Tuesday, August 7, 2007

Call Jenny Craig, we have an emergency!

As we saw a few days ago with the Obese Gypsy Cob, some folks seem to be having a lot of trouble figuring out how and what to feed their horses, and what "normal" is. While a trained eye should be able to evaluate conformation regardless of condition, it is every bit as important for a horse to be at a healthy weight as a human. Today, let's look at some examples of horses who would be substantially less fugly if they were at their proper weight!

My first reaction to seeing this mare was something along the lines of "OMG can she even walk?" While she is shiny and I am sure she is happy, this level of obesity will only lead to serious and painful problems in the future (if it hasn't already). Her tail is disappearing between her huge butt cheeks. Her neck is immense. Her entire body has basically been painted with the fat stick. If you've ever wondered what Kirstie Alley would look like if she were an AQHA mare, now you know!

This broodmare shouldn't be one no matter what with that straight shoulder and ultra looong back, but the blubber just makes her look worse and puts her at extremely high risk for founder and other physical consequences. Here is a great veterinary article on the dangers of equine obesity

Unfortunately, many beginner horse owners equate food with love and because the horse gets so excited about food, they keep pumping it to him or her. Or they are just plain lazy and do not want the extra work of pulling the horse off of pasture and setting up a dry lot for turnout. In either case, overfeeding is cruelty. There are few conditions as painful for a horse as chronic founder. A horse must stand most of his life, so feet that are in excruciating pain is a fate that is often worse than death. The owner who really loves their horse will keep him or her at a healthy weight and avoid these problems.

Will any of you be surprised when I tell you that this overfed mare (and her fugly overfed friends) are currently posted online as being at risk of going to kill or auction because the rancher now needs to "downsize" ? This is a 22 year old mare that is only halter broke and I will be amazed if she has not already foundered. What chance does she really have? Hooray, we have today's winners of the Irresponsible Breeding Sweepstakes!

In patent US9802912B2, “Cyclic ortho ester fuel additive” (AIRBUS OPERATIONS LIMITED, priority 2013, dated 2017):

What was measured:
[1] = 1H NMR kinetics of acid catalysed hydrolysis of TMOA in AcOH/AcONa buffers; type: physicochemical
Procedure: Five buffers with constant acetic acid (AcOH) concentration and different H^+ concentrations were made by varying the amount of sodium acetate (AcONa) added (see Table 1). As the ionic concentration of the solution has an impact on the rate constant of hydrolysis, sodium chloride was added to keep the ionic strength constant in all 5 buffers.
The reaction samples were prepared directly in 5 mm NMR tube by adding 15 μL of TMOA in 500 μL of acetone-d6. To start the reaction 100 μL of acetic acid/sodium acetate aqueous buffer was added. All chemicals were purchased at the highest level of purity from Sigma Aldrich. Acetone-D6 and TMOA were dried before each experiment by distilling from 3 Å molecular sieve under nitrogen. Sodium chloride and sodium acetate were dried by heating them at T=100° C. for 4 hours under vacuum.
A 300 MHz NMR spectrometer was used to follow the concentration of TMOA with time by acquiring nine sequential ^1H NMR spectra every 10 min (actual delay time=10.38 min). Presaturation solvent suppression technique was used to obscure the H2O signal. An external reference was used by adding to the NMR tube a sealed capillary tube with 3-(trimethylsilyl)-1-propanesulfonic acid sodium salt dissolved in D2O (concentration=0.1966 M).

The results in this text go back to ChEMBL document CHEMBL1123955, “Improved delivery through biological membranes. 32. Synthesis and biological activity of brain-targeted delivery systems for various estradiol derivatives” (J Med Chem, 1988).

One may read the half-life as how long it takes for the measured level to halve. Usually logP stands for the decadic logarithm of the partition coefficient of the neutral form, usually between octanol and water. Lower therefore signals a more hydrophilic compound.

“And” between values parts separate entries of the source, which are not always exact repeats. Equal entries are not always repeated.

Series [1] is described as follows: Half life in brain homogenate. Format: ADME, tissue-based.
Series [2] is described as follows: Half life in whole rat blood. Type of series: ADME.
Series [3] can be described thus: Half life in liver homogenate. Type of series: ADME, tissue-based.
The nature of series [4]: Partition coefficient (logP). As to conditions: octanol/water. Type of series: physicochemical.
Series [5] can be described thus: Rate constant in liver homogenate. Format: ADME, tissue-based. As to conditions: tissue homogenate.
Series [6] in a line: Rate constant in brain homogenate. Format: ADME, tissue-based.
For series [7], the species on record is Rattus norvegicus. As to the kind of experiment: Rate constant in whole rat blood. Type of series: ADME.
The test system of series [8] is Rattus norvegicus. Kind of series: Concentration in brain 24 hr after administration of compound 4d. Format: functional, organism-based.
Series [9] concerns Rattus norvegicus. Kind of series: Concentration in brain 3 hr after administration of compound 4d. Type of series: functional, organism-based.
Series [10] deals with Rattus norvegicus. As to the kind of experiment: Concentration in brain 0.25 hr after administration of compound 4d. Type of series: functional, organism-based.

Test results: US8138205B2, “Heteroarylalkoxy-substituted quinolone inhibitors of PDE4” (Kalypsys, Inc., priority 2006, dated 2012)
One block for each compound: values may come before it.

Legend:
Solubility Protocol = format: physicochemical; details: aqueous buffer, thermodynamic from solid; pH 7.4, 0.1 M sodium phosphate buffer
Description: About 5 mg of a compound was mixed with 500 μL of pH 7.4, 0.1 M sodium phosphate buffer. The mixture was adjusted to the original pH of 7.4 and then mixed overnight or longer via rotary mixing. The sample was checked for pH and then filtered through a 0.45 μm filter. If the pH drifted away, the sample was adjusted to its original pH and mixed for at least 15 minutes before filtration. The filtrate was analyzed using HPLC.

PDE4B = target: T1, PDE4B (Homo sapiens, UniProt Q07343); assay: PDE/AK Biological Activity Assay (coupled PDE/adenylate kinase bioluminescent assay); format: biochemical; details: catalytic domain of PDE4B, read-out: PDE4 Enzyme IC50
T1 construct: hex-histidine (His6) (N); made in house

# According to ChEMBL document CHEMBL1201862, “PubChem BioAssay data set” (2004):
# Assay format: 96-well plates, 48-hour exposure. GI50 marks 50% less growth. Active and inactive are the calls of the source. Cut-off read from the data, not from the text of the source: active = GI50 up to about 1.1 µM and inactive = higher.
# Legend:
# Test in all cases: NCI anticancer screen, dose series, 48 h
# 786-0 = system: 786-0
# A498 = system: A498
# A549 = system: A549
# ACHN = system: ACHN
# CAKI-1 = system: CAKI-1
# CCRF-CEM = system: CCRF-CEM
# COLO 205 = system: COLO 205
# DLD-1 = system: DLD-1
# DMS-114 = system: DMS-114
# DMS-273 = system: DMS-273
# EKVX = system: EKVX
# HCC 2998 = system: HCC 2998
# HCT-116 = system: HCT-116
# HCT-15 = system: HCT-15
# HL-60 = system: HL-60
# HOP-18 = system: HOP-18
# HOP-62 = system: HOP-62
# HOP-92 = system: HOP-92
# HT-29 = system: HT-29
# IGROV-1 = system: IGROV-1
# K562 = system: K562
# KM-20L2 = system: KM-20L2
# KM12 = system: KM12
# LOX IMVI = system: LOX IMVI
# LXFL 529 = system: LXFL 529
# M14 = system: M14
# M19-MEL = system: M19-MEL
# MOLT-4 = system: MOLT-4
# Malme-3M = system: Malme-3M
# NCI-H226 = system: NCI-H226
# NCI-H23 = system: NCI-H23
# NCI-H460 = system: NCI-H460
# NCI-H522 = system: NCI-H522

Here's the other end of the spectrum. Here are some terms you might want to know before you decide to breed horses: Ivermectin. Strongid. Panacur. Has this sad filly EVER been dewormed? I doubt it. She is a rack of bones with a hanging, wormy belly. Her coat looks awful. Everything about her screams neglect. You know what? This is one of those that, if I could get my hands on her, or any of you who know what you're doing with nutrition, actually could have some potential. The bone structure is not all bad here. Yeah, she's got a bad case of "nest" but some of that is malnutrition. The pose couldn't be worse, and the condition is appalling...but there is some potential for a usable animal here if she is fortunate enough to get sold to someone who isn't clueless. Poor little thing. I am editing (yet again) to add that I have received information claiming the person in the picture is part of the family which rescued the filly. So my initial reaction was, yay, she is saved. However, they went on to comment that after buying the filly from the first irresponsible person, they had $20 left in the bank. And that they cannot afford to buy a saddle. And they do not have any plans to break her to ride. So, all in all, it sure looks to me like she went from irresponsible person #1 to irresponsible person #2. But that is okay, I am sure when she is a 10 year old unbroke mare, someone will want to breed her because she is a SABINO! (entire blog's point...brilliantly illustrated in this simple example)...*sigh*

OK, here's proper weight on a senior horse. This is a 19 year old mare and I must congratulate her owners. She is exactly where she should be, weight wise. She is not ribby, but you can still tell there are bones in there. I don't mind if performance horses are a little lighter than this, depending on discipline. This is definitely hunter-style "show weight." It looks good on her. I can't remember where I found her but I think she's a broodmare (and she looks nice enough to deserve that title). Note the excellent condition for a 19 year old Thoroughbred. No ribs, no sagging, no falling apart in general. This mare is a testament to good care - I doubt any of you would have guessed her age if I hadn't told you.

Totally off topic but...some h/j trainer in California who has students looking for first horses needs to go look at this mare. She is cute and looks like quite a deal for $1200. By the way, folks, this is how to put on a hackamore way too low. It is not supposed to be on their nostrils. http://www.equinehits.com/horses-for-sale/horse-105410